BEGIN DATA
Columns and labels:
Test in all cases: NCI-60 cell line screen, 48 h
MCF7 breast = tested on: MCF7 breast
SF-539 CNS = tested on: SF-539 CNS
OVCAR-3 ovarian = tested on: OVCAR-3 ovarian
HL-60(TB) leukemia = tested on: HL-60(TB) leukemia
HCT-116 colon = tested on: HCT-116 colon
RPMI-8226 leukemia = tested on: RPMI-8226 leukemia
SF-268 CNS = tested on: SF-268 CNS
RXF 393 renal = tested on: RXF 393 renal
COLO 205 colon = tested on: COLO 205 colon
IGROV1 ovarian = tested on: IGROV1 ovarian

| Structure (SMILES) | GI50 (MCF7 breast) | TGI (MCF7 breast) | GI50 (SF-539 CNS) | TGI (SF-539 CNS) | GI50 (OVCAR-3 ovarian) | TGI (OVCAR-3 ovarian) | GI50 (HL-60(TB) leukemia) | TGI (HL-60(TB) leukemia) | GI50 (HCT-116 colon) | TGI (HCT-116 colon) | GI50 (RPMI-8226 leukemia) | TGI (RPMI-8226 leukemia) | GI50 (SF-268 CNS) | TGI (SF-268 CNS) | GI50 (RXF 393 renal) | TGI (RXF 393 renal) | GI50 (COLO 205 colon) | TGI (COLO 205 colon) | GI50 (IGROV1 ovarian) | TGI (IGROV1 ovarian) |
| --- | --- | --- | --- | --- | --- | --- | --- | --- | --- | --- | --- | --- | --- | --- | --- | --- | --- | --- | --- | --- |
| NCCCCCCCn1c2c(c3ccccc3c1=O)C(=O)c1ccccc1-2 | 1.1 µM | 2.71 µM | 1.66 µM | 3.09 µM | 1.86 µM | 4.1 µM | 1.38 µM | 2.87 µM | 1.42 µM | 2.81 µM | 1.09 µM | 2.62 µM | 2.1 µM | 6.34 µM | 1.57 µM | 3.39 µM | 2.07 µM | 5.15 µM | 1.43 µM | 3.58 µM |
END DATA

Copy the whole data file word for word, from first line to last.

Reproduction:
Columns and labels:
Test in all cases: NCI-60 cell line screen, 48 h
MCF7 breast = tested on: MCF7 breast
SF-539 CNS = tested on: SF-539 CNS
OVCAR-3 ovarian = tested on: OVCAR-3 ovarian
HL-60(TB) leukemia = tested on: HL-60(TB) leukemia
HCT-116 colon = tested on: HCT-116 colon
RPMI-8226 leukemia = tested on: RPMI-8226 leukemia
SF-268 CNS = tested on: SF-268 CNS
RXF 393 renal = tested on: RXF 393 renal
COLO 205 colon = tested on: COLO 205 colon
IGROV1 ovarian = tested on: IGROV1 ovarian

| Structure (SMILES) | GI50 (MCF7 breast) | TGI (MCF7 breast) | GI50 (SF-539 CNS) | TGI (SF-539 CNS) | GI50 (OVCAR-3 ovarian) | TGI (OVCAR-3 ovarian) | GI50 (HL-60(TB) leukemia) | TGI (HL-60(TB) leukemia) | GI50 (HCT-116 colon) | TGI (HCT-116 colon) | GI50 (RPMI-8226 leukemia) | TGI (RPMI-8226 leukemia) | GI50 (SF-268 CNS) | TGI (SF-268 CNS) | GI50 (RXF 393 renal) | TGI (RXF 393 renal) | GI50 (COLO 205 colon) | TGI (COLO 205 colon) | GI50 (IGROV1 ovarian) | TGI (IGROV1 ovarian) |
| --- | --- | --- | --- | --- | --- | --- | --- | --- | --- | --- | --- | --- | --- | --- | --- | --- | --- | --- | --- | --- |
| NCCCCCCCn1c2c(c3ccccc3c1=O)C(=O)c1ccccc1-2 | 1.1 µM | 2.71 µM | 1.66 µM | 3.09 µM | 1.86 µM | 4.1 µM | 1.38 µM | 2.87 µM | 1.42 µM | 2.81 µM | 1.09 µM | 2.62 µM | 2.1 µM | 6.34 µM | 1.57 µM | 3.39 µM | 2.07 µM | 5.15 µM | 1.43 µM | 3.58 µM |